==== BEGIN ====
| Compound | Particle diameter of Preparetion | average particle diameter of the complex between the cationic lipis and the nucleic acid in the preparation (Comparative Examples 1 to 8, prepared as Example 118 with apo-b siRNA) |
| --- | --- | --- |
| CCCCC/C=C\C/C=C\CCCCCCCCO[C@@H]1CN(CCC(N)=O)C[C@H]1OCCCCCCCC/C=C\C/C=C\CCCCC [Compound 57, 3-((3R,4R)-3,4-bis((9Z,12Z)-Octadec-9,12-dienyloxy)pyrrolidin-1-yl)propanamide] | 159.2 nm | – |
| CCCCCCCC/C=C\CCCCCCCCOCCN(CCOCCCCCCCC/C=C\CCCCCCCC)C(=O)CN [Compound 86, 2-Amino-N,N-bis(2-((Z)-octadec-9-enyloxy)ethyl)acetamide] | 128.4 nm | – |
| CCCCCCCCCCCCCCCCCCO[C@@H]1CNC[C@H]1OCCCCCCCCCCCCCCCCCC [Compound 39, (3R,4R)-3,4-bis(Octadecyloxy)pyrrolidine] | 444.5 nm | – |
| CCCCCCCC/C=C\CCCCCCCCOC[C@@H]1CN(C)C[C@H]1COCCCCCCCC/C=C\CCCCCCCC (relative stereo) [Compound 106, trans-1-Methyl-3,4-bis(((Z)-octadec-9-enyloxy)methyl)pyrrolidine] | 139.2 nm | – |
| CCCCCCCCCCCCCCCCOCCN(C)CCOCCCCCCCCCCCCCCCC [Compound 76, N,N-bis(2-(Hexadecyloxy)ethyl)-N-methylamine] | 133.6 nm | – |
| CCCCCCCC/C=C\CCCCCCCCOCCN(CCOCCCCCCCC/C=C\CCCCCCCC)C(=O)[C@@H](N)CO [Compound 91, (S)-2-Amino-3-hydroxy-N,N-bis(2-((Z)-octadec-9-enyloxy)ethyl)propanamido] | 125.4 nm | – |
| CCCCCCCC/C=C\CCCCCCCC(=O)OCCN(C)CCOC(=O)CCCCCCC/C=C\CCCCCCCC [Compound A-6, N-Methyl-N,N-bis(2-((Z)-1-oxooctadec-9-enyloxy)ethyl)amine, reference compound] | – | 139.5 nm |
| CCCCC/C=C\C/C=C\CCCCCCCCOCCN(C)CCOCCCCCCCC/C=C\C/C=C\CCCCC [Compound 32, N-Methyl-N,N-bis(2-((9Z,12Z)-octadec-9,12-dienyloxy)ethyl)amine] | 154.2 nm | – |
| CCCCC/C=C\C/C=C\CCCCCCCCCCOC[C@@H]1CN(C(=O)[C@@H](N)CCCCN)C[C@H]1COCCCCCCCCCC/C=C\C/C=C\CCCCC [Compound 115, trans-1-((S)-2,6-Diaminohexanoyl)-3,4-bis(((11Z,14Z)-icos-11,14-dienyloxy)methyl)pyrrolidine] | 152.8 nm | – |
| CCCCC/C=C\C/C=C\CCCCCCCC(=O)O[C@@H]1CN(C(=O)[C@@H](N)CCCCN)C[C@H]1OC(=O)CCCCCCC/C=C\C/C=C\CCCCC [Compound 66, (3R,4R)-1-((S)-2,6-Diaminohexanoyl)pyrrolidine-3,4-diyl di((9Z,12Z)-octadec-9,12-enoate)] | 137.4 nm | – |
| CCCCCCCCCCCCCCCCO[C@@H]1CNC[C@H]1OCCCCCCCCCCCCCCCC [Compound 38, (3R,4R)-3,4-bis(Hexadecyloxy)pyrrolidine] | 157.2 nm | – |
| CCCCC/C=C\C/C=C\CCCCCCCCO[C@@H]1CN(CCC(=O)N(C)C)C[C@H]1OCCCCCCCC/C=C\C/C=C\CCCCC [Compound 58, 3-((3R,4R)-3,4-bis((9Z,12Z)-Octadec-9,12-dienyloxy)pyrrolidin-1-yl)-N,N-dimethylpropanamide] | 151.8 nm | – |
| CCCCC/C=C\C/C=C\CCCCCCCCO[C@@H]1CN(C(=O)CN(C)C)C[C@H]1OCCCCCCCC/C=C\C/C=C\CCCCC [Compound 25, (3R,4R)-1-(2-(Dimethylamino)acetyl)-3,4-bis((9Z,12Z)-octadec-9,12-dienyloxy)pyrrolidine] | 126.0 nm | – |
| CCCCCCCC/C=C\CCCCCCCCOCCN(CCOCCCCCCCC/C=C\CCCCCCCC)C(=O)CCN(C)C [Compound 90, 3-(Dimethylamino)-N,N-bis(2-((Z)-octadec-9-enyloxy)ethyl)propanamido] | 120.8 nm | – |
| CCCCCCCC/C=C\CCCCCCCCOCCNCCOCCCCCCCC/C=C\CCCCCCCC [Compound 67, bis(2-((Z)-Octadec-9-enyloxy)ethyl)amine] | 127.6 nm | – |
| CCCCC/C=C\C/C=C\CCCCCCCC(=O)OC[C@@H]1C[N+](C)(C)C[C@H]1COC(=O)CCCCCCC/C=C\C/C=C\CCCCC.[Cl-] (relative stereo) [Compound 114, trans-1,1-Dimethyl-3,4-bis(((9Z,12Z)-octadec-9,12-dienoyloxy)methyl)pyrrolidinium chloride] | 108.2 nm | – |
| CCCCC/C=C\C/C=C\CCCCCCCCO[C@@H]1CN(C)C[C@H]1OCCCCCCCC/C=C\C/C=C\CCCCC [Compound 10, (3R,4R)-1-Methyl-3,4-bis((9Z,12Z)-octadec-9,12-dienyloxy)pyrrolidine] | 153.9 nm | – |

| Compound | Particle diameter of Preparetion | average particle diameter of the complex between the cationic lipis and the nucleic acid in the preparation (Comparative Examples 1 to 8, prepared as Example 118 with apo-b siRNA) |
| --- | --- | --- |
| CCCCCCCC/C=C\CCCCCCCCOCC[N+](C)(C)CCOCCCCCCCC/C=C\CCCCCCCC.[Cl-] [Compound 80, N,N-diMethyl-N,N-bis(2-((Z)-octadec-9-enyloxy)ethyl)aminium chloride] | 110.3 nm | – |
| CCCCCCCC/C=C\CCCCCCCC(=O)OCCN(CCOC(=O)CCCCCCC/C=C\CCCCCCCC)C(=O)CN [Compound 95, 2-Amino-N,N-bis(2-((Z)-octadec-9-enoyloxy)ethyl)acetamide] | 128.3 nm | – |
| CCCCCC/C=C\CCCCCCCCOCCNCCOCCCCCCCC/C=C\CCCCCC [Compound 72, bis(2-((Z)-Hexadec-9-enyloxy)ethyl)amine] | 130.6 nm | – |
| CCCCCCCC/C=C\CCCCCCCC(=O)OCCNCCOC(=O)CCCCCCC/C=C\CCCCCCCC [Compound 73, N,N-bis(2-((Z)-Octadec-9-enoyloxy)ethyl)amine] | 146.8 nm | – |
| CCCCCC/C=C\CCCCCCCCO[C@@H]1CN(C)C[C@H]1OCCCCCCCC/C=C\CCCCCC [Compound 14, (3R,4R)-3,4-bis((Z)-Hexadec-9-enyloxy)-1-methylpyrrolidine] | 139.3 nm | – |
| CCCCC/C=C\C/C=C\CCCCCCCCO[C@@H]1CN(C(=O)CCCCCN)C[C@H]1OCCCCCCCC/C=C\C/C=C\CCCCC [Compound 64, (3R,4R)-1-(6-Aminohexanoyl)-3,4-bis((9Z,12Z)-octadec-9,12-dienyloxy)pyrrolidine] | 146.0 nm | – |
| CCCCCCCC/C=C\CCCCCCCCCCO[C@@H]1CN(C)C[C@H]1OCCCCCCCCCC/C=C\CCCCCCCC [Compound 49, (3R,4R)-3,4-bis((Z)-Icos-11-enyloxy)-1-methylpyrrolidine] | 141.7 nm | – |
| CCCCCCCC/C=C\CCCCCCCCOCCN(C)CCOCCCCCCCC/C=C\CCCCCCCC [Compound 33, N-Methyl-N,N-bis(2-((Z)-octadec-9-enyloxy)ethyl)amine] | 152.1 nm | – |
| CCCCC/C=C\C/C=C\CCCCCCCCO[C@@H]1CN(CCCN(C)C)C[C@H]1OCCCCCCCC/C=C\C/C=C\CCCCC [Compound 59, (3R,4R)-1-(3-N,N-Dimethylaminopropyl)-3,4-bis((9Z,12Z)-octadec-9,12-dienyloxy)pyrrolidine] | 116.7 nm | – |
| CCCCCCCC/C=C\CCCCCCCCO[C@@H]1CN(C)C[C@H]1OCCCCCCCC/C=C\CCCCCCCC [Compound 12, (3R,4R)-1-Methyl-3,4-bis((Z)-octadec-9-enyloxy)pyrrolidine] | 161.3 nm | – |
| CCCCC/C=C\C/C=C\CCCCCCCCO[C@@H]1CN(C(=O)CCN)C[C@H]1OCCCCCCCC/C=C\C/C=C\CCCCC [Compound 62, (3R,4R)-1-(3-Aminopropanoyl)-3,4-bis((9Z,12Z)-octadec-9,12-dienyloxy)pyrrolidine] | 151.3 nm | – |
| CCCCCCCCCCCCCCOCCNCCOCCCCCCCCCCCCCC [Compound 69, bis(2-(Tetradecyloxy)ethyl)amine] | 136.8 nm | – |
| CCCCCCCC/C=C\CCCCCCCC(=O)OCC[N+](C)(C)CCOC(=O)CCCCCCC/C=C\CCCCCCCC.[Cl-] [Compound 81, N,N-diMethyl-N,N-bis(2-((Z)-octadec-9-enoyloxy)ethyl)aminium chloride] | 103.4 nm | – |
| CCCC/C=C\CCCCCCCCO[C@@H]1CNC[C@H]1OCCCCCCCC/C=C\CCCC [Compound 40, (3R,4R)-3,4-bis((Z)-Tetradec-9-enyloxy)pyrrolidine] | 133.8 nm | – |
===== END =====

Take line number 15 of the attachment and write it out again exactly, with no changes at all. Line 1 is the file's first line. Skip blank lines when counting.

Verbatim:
| CCCCC/C=C\C/C=C\CCCCCCCCO[C@@H]1CN(C(=O)CN(C)C)C[C@H]1OCCCCCCCC/C=C\C/C=C\CCCCC [Compound 25, (3R,4R)-1-(2-(Dimethylamino)acetyl)-3,4-bis((9Z,12Z)-octadec-9,12-dienyloxy)pyrrolidine] | 126.0 nm | – |